Saturday, March 2, 2013
Fat and salt can satisfy the human appetite like few other foods.
Photograph: Ian Garlick/ActionAid/PA
Food companies and our health
While some companies are taking genuine steps to supply healthier food to their customers, there is a long way to go before this is universal
Charlotte Sankey for the Guardian Professional Network
guardian.co.uk, Monday 2 July 2012 11.48 BST
When hunger is gnawing, there is a food we find almost impossible to resist: a plate of hot chips, sprinkled with plenty of salt. Fat and salt in this glorious combination can satisfy the human appetite like few other foods.
It reflects a sad state of affairs – how we are overly attracted to eating things which, in excess, do us harm: fat, salt, sugar. Delicious.
Once upon a time, when we were running around the veld and food was hard to come by, a lust for fat and salt was pretty helpful. Those who best survived hardship were the ones who had gorged themselves on energy-rich animal fat. Sugar love goes back to our primate heritage, when we spent our days in the forest searching for fruit – riper fruit supplied more energy and water.
Out of date taste buds
Today our taste buds have not moved on in tandem with our lifestyles. Sugar and salt are addictive. Going to the supermarket can be quite overwhelming for anyone with an addictive personality.
England has one of the highest rates of obesity in Europe, doubling over the last 25 years, with over 60% of adults overweight or obese today (26% obese, 34% overweight). Diet-related chronic disease costs the NHS £7 billion a year, and poor diet could account for a third of all cases of both cancer and cardiovascular disease. "Our food system is failing," said Joan Walley MP, chair of the government's Environmental Audit Committee.
A multi-faceted solution
Is it really beyond our collective ken to sort this out? The tricky bit is that the solution does not, of course, come in the shape of a single silver bullet. It depends on complex web of factors such as how much we exercise (or not) and what we eat (or don't) – and what we choose to eat stems from the way food is priced, advertised, the culture we live in. There is also what we are allowed to eat, either by governments regulating what can be sold to us, or us disciplining ourselves.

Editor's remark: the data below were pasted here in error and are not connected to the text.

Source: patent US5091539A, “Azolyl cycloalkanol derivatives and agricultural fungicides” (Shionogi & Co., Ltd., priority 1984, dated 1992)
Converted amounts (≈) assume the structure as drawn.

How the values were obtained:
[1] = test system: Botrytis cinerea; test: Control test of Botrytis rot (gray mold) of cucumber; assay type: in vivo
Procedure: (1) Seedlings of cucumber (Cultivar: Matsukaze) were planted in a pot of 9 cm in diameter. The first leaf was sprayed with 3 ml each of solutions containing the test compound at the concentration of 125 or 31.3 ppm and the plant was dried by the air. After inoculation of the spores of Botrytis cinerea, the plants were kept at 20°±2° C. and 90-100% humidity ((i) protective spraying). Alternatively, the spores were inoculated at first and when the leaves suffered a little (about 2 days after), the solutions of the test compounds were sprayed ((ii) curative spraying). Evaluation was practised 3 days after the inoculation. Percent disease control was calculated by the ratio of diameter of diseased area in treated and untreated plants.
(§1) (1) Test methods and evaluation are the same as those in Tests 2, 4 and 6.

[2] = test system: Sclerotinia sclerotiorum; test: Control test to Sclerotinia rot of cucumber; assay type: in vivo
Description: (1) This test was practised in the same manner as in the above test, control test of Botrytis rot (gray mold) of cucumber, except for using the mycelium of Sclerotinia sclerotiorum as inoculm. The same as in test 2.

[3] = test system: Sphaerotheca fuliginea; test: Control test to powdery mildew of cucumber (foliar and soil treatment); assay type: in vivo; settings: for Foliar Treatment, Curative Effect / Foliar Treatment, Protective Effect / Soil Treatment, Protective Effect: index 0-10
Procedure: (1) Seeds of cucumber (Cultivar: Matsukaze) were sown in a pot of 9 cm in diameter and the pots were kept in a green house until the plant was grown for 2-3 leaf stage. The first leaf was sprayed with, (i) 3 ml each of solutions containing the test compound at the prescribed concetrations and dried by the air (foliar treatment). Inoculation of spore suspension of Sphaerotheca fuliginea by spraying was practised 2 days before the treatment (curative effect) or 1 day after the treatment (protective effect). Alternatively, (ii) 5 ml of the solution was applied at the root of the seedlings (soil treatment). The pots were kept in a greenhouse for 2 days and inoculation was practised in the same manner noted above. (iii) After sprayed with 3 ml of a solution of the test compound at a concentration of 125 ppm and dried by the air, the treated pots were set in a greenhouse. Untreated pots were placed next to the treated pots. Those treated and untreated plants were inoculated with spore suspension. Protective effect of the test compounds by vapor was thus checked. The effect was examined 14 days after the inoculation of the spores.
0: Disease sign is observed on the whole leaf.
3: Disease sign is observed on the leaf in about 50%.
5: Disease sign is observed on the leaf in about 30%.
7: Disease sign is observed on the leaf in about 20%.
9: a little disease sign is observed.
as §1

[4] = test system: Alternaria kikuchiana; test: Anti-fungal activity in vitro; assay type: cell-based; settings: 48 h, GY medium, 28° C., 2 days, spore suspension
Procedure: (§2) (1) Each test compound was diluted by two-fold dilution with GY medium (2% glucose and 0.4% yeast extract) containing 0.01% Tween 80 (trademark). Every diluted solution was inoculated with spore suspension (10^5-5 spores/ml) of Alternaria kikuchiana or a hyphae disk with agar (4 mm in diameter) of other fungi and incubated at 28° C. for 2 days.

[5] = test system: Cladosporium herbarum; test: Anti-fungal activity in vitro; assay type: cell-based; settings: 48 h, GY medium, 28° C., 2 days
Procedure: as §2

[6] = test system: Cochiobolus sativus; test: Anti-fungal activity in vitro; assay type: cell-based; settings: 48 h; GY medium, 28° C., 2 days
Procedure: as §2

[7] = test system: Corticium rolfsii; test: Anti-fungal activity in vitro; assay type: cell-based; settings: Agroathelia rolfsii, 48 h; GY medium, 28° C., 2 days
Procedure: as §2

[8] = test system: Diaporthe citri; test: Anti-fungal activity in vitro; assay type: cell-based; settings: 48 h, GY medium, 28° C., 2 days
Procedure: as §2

So how are we doing? We are certainly eating less salt – in this the UK leads the world (the WHO says salt reduction is as important as stopping smoking). Salt and fat consumption are down 9% since 2006. One of the main culprits, branded sliced bread, has a third less salt since 2006.
Until the recession, nutrition in the UK was improving – we were eating more fruit and vegetables year on year. Various health campaigns contributed: the Soil Association's Food for Life, National Heart Alliance in Ireland, the Healthy Eating campaign in Scotland. The famous Five A Day campaign, launched by the Department of Health in 2002, was having an impact: at its launch we were eating 1.4 pieces of fruit and veg a day, which rose to 3.3 by 2006. With the recession, this fell to 3.2 by 2009, and we were eating more fats and sugars. "Foods high in fat, sugar and salt seem less expensive but actually deliver less nutrition," says Dr Emma Williams of the British Nutrition Foundation.
In the UK, food producers and retailers are not obliged to make food healthy: unlike for smoking and alcohol there is no regulation on food. While countries such as Denmark and France use various fat taxes this does not happen in the UK – which prefers targets and guidelines – or in most of the US.
Witness the impassioned backlash when the mayors of New York and Cambridge MA proposed banning 30oz supersize drinks. The campaign, supported by the Center for Science in the Public Interest, told how larger portions make us eat or drink 20-50% more – and we don't make up by eating less later. The largest drink you can get in Australia, the UK or Italy equates to a medium in the US.
While McDonald's drinks sizes are 457% larger than in 1955, some companies are taking real steps to make their products healthier.
Says Jane Landon of the National Heart Forum: "We have got to where we are largely thanks to willing food companies meeting targets set by the Food Standards Agency in 2006 and 2009."
Andrew Lansley's Responsibility Deal calls on companies to voluntarily make food healthier. It replaces measures by Labour which culminated in Food 2030, a national food strategy under Brown. Professor Tim Lang of City University London is one of the Deal's critics: "Labour created a real focus for a joined-up, solution, and half the food companies were entirely happy with it. This Responsibility Deal has taken us backwards. There are very strong forces against a systemic solution." He explains how a company can sign up to the Deal and do nothing. Jamie Oliver and Sustain's Children's Food Campaign have gone further, calling it "shameful". Lansley defends it, claiming more will be achieved by voluntary action than by "costly and intrusive regulation". A familiar exchange.
What are companies doing?
"But some companies are genuinely concerned and it's not just PR," says Professor Lang. Campaigners and public health experts talk of a split between companies who are taking the issue seriously – especially ones with upmarket customers – and those who are window dressing.